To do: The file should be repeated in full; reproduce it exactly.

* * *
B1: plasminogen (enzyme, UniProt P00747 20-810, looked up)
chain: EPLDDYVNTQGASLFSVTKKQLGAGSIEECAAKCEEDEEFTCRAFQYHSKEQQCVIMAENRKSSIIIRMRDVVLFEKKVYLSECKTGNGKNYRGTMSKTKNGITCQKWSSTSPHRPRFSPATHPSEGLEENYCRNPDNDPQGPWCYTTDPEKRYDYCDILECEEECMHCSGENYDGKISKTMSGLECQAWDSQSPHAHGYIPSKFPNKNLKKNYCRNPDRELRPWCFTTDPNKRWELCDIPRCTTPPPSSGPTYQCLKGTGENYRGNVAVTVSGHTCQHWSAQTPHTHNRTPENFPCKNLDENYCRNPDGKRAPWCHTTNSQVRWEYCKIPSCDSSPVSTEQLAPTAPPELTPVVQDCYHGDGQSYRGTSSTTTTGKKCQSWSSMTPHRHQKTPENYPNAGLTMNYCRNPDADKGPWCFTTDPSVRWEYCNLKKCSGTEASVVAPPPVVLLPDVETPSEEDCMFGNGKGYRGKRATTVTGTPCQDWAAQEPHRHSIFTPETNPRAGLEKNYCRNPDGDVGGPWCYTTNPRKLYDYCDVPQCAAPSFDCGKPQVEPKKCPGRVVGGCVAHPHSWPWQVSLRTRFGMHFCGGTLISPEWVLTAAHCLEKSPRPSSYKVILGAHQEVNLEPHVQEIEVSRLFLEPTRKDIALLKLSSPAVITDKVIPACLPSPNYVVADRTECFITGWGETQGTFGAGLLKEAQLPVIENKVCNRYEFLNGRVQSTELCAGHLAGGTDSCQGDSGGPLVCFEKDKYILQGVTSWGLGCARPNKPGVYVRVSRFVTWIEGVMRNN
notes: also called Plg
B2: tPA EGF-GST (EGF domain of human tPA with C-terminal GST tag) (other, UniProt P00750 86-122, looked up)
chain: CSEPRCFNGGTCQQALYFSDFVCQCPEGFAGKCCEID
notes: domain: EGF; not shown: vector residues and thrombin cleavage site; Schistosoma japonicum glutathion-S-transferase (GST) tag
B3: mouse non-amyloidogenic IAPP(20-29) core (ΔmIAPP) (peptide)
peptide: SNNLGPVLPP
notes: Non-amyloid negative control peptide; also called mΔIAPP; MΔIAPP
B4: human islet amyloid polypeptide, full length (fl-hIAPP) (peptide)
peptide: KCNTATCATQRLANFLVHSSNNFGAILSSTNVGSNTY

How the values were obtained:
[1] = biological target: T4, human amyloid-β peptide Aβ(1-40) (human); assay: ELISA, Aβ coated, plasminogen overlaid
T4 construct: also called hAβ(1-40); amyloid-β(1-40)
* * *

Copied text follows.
B1: plasminogen (enzyme, UniProt P00747 20-810, looked up)
chain: EPLDDYVNTQGASLFSVTKKQLGAGSIEECAAKCEEDEEFTCRAFQYHSKEQQCVIMAENRKSSIIIRMRDVVLFEKKVYLSECKTGNGKNYRGTMSKTKNGITCQKWSSTSPHRPRFSPATHPSEGLEENYCRNPDNDPQGPWCYTTDPEKRYDYCDILECEEECMHCSGENYDGKISKTMSGLECQAWDSQSPHAHGYIPSKFPNKNLKKNYCRNPDRELRPWCFTTDPNKRWELCDIPRCTTPPPSSGPTYQCLKGTGENYRGNVAVTVSGHTCQHWSAQTPHTHNRTPENFPCKNLDENYCRNPDGKRAPWCHTTNSQVRWEYCKIPSCDSSPVSTEQLAPTAPPELTPVVQDCYHGDGQSYRGTSSTTTTGKKCQSWSSMTPHRHQKTPENYPNAGLTMNYCRNPDADKGPWCFTTDPSVRWEYCNLKKCSGTEASVVAPPPVVLLPDVETPSEEDCMFGNGKGYRGKRATTVTGTPCQDWAAQEPHRHSIFTPETNPRAGLEKNYCRNPDGDVGGPWCYTTNPRKLYDYCDVPQCAAPSFDCGKPQVEPKKCPGRVVGGCVAHPHSWPWQVSLRTRFGMHFCGGTLISPEWVLTAAHCLEKSPRPSSYKVILGAHQEVNLEPHVQEIEVSRLFLEPTRKDIALLKLSSPAVITDKVIPACLPSPNYVVADRTECFITGWGETQGTFGAGLLKEAQLPVIENKVCNRYEFLNGRVQSTELCAGHLAGGTDSCQGDSGGPLVCFEKDKYILQGVTSWGLGCARPNKPGVYVRVSRFVTWIEGVMRNN
notes: also called Plg
B2: tPA EGF-GST (EGF domain of human tPA with C-terminal GST tag) (other, UniProt P00750 86-122, looked up)
chain: CSEPRCFNGGTCQQALYFSDFVCQCPEGFAGKCCEID
notes: domain: EGF; not shown: vector residues and thrombin cleavage site; Schistosoma japonicum glutathion-S-transferase (GST) tag
B3: mouse non-amyloidogenic IAPP(20-29) core (ΔmIAPP) (peptide)
peptide: SNNLGPVLPP
notes: Non-amyloid negative control peptide; also called mΔIAPP; MΔIAPP
B4: human islet amyloid polypeptide, full length (fl-hIAPP) (peptide)
peptide: KCNTATCATQRLANFLVHSSNNFGAILSSTNVGSNTY

How the values were obtained:
[1] = biological target: T4, human amyloid-β peptide Aβ(1-40) (human); assay: ELISA, Aβ coated, plasminogen overlaid
T4 construct: also called hAβ(1-40); amyloid-β(1-40)